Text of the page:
It seems that all biographies of Lincoln start with his childhood made difficult by the death of his mother and his difficult relationship with his abusive, itinerant father. And then his emergence into a thoughtful, spiritual, and self-taught man, starting with the ministrations of his wonderful stepmother.
Jon Meacham draws a different sort of picture on all of this in And There Was Light by telling us what Lincoln read, and what he thought and prayed about throughout his entire life. He asks how did he reach the conclusions that he did about preservation of the Union, about slavery, and how to conduct the Civil War?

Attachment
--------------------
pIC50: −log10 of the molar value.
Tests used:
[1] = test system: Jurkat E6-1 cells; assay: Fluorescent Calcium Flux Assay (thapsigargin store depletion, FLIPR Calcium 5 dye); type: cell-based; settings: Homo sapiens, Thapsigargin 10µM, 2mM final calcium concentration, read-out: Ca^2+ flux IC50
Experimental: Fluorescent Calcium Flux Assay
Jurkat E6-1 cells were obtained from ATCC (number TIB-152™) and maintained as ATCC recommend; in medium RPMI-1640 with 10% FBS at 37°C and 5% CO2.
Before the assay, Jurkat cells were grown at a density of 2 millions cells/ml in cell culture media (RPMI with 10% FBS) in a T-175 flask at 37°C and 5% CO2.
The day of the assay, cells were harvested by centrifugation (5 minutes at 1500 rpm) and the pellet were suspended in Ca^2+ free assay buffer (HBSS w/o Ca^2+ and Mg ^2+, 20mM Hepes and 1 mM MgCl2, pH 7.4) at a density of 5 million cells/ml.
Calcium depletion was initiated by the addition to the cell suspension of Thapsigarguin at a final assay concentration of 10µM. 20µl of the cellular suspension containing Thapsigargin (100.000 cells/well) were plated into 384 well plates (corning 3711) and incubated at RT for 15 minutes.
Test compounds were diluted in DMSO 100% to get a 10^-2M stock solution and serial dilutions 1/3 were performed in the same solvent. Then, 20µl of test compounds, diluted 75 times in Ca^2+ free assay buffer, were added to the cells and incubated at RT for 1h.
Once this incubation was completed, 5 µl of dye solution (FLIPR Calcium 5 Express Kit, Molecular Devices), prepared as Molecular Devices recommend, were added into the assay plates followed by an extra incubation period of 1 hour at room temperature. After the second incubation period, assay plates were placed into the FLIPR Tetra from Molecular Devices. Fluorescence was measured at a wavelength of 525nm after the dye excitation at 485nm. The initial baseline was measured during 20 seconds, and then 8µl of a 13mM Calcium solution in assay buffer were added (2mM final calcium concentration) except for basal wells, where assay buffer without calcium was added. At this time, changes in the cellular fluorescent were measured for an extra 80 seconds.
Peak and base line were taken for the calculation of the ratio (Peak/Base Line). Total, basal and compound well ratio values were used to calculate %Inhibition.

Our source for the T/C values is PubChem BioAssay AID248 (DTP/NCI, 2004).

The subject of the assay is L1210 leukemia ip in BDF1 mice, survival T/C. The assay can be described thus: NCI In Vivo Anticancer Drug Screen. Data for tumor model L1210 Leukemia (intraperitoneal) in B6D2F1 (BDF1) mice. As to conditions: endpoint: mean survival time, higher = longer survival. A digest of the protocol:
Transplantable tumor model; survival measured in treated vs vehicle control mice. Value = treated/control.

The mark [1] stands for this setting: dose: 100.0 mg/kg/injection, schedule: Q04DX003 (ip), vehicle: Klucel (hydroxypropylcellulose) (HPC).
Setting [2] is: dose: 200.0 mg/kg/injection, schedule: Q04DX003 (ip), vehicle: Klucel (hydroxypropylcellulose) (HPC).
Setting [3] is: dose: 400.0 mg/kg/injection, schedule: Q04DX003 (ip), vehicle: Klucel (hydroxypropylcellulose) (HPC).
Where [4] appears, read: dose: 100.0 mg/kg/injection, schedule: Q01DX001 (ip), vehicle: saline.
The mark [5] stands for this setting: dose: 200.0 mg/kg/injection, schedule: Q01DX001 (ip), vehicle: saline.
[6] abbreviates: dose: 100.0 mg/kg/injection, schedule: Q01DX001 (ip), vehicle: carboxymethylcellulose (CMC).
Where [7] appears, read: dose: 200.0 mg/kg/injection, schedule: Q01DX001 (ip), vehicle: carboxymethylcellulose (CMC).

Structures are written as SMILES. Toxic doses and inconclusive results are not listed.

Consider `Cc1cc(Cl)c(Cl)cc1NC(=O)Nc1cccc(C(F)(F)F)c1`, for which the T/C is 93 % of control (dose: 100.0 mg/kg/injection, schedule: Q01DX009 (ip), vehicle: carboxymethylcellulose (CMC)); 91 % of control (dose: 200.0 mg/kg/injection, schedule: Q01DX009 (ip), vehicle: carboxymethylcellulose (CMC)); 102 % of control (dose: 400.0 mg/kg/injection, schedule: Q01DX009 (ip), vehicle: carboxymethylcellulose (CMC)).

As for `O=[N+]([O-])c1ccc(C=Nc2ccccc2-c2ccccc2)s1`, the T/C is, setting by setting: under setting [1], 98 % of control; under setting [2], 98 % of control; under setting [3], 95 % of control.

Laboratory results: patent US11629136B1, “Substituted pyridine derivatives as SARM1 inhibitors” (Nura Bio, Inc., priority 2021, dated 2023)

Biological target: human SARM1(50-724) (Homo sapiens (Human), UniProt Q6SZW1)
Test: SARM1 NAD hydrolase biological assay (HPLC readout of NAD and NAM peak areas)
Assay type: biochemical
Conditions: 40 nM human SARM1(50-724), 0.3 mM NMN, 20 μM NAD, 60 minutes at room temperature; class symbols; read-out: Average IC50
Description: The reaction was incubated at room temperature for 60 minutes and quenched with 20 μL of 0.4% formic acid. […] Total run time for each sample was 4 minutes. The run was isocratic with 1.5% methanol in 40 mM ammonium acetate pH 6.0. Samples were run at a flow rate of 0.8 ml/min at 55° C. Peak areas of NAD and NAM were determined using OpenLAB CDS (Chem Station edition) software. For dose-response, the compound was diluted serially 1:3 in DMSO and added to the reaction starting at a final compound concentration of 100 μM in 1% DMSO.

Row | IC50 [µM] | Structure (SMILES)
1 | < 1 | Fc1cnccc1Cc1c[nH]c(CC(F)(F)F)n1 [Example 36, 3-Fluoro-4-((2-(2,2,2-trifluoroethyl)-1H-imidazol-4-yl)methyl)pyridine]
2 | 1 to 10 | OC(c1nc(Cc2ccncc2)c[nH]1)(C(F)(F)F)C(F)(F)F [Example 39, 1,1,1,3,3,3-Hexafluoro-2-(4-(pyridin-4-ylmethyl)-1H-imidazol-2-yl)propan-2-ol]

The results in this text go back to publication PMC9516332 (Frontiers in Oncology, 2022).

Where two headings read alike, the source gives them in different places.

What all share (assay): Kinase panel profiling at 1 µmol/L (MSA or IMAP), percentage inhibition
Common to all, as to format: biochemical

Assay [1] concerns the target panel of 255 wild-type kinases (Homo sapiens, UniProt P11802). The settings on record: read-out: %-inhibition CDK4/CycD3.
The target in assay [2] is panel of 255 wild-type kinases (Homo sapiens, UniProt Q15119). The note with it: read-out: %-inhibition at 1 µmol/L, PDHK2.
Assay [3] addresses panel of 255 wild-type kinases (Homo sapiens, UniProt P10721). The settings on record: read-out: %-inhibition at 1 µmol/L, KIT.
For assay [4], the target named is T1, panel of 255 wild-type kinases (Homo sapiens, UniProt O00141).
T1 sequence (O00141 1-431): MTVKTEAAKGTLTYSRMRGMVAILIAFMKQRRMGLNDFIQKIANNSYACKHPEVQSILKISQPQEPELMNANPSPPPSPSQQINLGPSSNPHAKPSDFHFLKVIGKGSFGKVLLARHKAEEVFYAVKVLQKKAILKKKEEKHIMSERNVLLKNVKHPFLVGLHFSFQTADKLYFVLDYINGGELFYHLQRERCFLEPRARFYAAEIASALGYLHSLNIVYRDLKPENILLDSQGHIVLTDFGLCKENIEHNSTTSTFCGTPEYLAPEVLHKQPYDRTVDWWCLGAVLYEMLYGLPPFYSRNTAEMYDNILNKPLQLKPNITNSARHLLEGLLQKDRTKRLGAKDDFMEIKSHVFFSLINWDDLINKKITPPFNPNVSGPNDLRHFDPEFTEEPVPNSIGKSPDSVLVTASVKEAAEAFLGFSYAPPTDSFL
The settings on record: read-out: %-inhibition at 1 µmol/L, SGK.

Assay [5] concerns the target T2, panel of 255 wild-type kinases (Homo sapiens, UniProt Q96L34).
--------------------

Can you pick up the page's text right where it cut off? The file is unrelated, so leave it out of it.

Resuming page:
Why was he such a good lawyer? A good father and husband? What did he read as he floated down the Mississippi River? When did the issue of slavery become important to him?
What made him such a special human being? What made his mind tick and his heart pound?
Meacham doesn’t pretend to answer all those questions, but he gives enough information so that you, the reader, can begin to grasp the magnitude of the man. You can try to think as he must have thought and reach the conclusions he must have drawn.
You can become Lincoln in your own mind . . . sort of.
The bad news is that the book is at times a bit of a slog. Partly that is the nature of the material – it’s difficult to build a narrative around what is essentially a bibliography. But partly it is because Jon Meacham is not as good of a writer as others of his ilk.
But for diehard Lincoln aficionados, And There Was Light is a must read.